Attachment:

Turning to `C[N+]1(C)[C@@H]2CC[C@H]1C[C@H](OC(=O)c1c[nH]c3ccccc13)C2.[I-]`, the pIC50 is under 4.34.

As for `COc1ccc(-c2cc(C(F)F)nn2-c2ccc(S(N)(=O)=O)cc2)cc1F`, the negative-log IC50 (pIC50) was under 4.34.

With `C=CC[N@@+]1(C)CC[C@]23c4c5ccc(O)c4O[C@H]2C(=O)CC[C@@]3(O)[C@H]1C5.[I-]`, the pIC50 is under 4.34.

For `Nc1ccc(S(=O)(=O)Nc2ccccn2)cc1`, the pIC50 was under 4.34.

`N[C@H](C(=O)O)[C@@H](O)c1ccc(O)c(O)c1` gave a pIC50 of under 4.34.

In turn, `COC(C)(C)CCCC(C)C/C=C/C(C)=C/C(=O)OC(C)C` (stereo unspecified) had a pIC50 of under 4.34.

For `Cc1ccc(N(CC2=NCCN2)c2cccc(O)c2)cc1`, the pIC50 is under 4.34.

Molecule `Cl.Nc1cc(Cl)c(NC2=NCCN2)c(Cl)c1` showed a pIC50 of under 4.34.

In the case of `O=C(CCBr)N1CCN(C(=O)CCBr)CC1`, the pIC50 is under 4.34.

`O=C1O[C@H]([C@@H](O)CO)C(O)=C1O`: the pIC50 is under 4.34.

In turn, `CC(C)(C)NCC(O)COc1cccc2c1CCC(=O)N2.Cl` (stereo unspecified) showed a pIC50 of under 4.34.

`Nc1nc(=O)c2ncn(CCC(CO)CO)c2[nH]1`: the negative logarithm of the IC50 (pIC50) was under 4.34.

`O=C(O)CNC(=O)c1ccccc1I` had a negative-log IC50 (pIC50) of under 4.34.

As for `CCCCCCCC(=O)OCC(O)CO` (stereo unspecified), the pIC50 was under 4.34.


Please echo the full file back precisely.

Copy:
Turning to `C[N+]1(C)[C@@H]2CC[C@H]1C[C@H](OC(=O)c1c[nH]c3ccccc13)C2.[I-]`, the pIC50 is under 4.34.

As for `COc1ccc(-c2cc(C(F)F)nn2-c2ccc(S(N)(=O)=O)cc2)cc1F`, the negative-log IC50 (pIC50) was under 4.34.

With `C=CC[N@@+]1(C)CC[C@]23c4c5ccc(O)c4O[C@H]2C(=O)CC[C@@]3(O)[C@H]1C5.[I-]`, the pIC50 is under 4.34.

For `Nc1ccc(S(=O)(=O)Nc2ccccn2)cc1`, the pIC50 was under 4.34.

`N[C@H](C(=O)O)[C@@H](O)c1ccc(O)c(O)c1` gave a pIC50 of under 4.34.

In turn, `COC(C)(C)CCCC(C)C/C=C/C(C)=C/C(=O)OC(C)C` (stereo unspecified) had a pIC50 of under 4.34.

For `Cc1ccc(N(CC2=NCCN2)c2cccc(O)c2)cc1`, the pIC50 is under 4.34.

Molecule `Cl.Nc1cc(Cl)c(NC2=NCCN2)c(Cl)c1` showed a pIC50 of under 4.34.

In the case of `O=C(CCBr)N1CCN(C(=O)CCBr)CC1`, the pIC50 is under 4.34.

`O=C1O[C@H]([C@@H](O)CO)C(O)=C1O`: the pIC50 is under 4.34.

In turn, `CC(C)(C)NCC(O)COc1cccc2c1CCC(=O)N2.Cl` (stereo unspecified) showed a pIC50 of under 4.34.

`Nc1nc(=O)c2ncn(CCC(CO)CO)c2[nH]1`: the negative logarithm of the IC50 (pIC50) was under 4.34.

`O=C(O)CNC(=O)c1ccccc1I` had a negative-log IC50 (pIC50) of under 4.34.

As for `CCCCCCCC(=O)OCC(O)CO` (stereo unspecified), the pIC50 was under 4.34.